Jen Turano has a way with her characters that make them so enjoyable. While Millie Longfellow in unconventional, her methods have a certain success even if her employers don't see it that way. She gets fired time after time for allowing children to be children. Everett Mulberry has been given custody of his godchildren who are hooligans at the very best. After several nannies have quit working for Everett, the agency only has Millie to offer him. He really didn't want her but he needed someone FAST! What he finds out is that Millie is exactly what the children need and exactly what he needs as well.
Millie has a definite prejudice against the society castes and trying to live up to high society rules and regulations. She felt that these rules separated people unnecessarily and was unfair to people who didn't know what their lineage was. Everett was dating a woman who wanted nothing more than to marry Everett and take her place among the elite in society. Everett comes to want nothing more than to spend time with the children and love them like a father. That is what Millie wanted more than anything.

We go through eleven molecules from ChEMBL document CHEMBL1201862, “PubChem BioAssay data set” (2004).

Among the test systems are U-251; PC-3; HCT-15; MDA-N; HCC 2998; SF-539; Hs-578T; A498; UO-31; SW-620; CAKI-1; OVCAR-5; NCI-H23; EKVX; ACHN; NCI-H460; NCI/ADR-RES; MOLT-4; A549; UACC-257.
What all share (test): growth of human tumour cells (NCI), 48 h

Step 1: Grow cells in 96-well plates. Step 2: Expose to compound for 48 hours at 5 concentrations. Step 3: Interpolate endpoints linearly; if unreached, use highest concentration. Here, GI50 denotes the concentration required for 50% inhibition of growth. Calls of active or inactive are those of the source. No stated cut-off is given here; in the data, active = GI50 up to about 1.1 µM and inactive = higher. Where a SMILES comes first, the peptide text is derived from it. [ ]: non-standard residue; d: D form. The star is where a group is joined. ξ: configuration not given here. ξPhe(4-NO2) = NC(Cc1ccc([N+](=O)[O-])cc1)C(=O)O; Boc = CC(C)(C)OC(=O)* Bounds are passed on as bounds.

In Good Company is one of the cutest books I've read in a while. I am not sure that Jen was wanting her book classified as cute, but that is the best descriptive I can come up with. Five Stars, Two Thumbs Up, and a most unconventional nanny.
My thanks to Bethany House for allowing me to read and review this book.